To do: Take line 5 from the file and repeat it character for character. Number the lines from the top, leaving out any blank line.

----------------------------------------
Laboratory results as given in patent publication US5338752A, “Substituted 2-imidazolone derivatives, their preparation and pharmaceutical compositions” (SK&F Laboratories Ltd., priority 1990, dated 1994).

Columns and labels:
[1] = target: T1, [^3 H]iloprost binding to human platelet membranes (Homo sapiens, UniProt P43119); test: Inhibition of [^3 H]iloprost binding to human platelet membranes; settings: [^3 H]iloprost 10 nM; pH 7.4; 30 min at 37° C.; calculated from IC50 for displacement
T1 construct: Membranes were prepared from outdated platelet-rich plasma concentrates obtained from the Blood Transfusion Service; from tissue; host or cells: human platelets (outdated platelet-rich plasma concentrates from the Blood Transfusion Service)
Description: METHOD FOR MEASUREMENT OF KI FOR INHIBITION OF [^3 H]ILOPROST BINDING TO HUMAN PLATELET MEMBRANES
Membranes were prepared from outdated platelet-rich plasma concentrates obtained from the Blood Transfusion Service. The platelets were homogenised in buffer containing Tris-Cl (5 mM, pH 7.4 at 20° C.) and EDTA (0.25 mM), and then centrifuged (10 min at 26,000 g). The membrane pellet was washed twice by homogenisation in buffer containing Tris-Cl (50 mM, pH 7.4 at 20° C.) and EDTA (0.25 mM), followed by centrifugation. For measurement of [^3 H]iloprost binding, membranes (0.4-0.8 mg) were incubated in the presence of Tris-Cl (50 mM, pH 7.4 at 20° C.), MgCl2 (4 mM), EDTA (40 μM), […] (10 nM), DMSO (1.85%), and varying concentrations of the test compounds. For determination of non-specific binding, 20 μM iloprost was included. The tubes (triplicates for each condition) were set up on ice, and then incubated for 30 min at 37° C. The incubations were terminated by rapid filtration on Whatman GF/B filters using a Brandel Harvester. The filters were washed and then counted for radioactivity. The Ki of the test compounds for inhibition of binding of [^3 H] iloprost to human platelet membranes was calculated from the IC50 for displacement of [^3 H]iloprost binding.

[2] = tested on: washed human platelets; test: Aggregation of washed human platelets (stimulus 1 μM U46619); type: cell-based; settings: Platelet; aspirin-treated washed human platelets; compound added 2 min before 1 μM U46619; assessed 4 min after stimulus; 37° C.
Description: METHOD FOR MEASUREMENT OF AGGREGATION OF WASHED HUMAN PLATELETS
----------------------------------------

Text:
Description: METHOD FOR MEASUREMENT OF KI FOR INHIBITION OF [^3 H]ILOPROST BINDING TO HUMAN PLATELET MEMBRANES